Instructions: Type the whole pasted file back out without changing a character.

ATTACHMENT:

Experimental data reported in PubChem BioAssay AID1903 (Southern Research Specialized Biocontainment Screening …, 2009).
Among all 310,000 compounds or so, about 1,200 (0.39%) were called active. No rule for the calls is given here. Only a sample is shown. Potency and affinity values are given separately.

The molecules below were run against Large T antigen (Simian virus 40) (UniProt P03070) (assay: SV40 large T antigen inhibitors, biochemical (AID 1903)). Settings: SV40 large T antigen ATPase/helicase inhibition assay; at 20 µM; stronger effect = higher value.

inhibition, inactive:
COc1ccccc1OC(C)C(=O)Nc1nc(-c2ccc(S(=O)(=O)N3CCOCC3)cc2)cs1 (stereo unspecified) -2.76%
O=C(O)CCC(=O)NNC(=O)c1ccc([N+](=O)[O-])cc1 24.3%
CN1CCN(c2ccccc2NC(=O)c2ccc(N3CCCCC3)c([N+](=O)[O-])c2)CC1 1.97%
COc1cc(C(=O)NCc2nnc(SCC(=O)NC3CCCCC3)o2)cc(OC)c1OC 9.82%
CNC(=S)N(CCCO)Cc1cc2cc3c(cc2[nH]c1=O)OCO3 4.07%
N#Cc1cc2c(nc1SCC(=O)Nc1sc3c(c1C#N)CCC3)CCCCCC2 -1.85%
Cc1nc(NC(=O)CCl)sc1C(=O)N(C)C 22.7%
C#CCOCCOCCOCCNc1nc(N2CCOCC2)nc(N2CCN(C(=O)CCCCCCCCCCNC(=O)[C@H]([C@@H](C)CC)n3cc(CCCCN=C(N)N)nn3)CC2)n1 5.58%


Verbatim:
Experimental data reported in PubChem BioAssay AID1903 (Southern Research Specialized Biocontainment Screening …, 2009).
Among all 310,000 compounds or so, about 1,200 (0.39%) were called active. No rule for the calls is given here. Only a sample is shown. Potency and affinity values are given separately.

The molecules below were run against Large T antigen (Simian virus 40) (UniProt P03070) (assay: SV40 large T antigen inhibitors, biochemical (AID 1903)). Settings: SV40 large T antigen ATPase/helicase inhibition assay; at 20 µM; stronger effect = higher value.

inhibition, inactive:
COc1ccccc1OC(C)C(=O)Nc1nc(-c2ccc(S(=O)(=O)N3CCOCC3)cc2)cs1 (stereo unspecified) -2.76%
O=C(O)CCC(=O)NNC(=O)c1ccc([N+](=O)[O-])cc1 24.3%
CN1CCN(c2ccccc2NC(=O)c2ccc(N3CCCCC3)c([N+](=O)[O-])c2)CC1 1.97%
COc1cc(C(=O)NCc2nnc(SCC(=O)NC3CCCCC3)o2)cc(OC)c1OC 9.82%
CNC(=S)N(CCCO)Cc1cc2cc3c(cc2[nH]c1=O)OCO3 4.07%
N#Cc1cc2c(nc1SCC(=O)Nc1sc3c(c1C#N)CCC3)CCCCCC2 -1.85%
Cc1nc(NC(=O)CCl)sc1C(=O)N(C)C 22.7%
C#CCOCCOCCOCCNc1nc(N2CCOCC2)nc(N2CCN(C(=O)CCCCCCCCCCNC(=O)[C@H]([C@@H](C)CC)n3cc(CCCCN=C(N)N)nn3)CC2)n1 5.58%